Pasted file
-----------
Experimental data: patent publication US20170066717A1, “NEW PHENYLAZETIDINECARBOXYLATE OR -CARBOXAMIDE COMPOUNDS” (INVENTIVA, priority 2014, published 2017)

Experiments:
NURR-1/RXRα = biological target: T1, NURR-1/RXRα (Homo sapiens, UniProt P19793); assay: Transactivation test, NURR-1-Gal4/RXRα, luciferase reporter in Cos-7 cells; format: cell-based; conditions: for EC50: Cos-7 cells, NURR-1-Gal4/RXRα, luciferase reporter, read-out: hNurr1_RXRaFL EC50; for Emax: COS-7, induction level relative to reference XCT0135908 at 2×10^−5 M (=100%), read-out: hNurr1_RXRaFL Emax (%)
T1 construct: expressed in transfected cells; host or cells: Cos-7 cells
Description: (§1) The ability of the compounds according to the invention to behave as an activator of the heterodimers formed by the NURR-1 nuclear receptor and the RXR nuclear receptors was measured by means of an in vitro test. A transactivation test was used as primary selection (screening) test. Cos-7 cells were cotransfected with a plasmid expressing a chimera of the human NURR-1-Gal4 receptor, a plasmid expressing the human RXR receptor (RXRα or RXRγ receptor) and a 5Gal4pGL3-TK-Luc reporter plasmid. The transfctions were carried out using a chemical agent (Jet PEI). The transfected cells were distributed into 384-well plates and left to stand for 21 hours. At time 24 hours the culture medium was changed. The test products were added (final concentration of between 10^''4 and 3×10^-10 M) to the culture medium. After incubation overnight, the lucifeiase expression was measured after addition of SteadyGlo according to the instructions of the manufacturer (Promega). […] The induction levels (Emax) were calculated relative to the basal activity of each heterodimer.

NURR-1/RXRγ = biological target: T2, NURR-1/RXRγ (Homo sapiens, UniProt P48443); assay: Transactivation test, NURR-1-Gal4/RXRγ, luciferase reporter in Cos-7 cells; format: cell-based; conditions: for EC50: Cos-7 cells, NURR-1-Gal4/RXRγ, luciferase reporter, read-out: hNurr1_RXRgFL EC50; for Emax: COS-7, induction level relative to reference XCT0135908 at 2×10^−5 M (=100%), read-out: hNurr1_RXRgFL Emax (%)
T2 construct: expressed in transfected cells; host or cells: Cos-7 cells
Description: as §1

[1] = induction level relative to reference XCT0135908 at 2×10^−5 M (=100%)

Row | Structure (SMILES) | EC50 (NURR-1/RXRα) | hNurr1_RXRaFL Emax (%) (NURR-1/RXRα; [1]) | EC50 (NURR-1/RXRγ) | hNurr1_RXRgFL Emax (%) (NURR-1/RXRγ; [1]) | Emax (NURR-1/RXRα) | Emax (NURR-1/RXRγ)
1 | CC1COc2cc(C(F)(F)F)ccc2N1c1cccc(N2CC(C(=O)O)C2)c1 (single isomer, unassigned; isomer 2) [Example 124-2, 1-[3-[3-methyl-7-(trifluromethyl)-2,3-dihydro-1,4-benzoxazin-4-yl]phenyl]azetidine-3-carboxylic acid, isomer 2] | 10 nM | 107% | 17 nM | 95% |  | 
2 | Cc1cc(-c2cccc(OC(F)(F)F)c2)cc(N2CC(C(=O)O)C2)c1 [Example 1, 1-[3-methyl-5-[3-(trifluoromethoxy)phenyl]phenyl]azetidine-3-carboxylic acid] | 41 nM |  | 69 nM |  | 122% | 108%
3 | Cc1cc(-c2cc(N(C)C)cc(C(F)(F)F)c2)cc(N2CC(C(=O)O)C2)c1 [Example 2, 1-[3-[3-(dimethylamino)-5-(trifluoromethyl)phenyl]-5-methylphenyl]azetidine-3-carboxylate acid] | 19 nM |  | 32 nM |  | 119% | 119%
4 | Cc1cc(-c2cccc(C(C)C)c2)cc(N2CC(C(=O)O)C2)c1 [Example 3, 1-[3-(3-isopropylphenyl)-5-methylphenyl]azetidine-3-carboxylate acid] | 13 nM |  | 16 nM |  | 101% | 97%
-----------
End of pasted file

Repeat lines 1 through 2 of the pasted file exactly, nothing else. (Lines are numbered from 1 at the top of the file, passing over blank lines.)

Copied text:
Experimental data: patent publication US20170066717A1, “NEW PHENYLAZETIDINECARBOXYLATE OR -CARBOXAMIDE COMPOUNDS” (INVENTIVA, priority 2014, published 2017)

Experiments: